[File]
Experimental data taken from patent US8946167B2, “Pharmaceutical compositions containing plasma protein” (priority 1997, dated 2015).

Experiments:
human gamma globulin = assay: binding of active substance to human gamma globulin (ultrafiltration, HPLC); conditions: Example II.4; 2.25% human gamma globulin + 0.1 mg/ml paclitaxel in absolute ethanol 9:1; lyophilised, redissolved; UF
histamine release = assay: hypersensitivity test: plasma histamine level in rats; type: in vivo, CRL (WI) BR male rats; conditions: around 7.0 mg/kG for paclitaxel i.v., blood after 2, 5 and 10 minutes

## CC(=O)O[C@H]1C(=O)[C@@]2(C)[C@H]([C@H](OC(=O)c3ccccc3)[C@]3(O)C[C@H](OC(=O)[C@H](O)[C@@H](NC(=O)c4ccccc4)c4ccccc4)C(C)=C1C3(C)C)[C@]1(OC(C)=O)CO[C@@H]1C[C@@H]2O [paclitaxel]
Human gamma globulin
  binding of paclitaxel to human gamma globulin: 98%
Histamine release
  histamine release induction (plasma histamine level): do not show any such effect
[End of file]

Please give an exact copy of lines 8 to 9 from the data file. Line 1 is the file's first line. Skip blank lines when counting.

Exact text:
Histamine release
  histamine release induction (plasma histamine level): do not show any such effect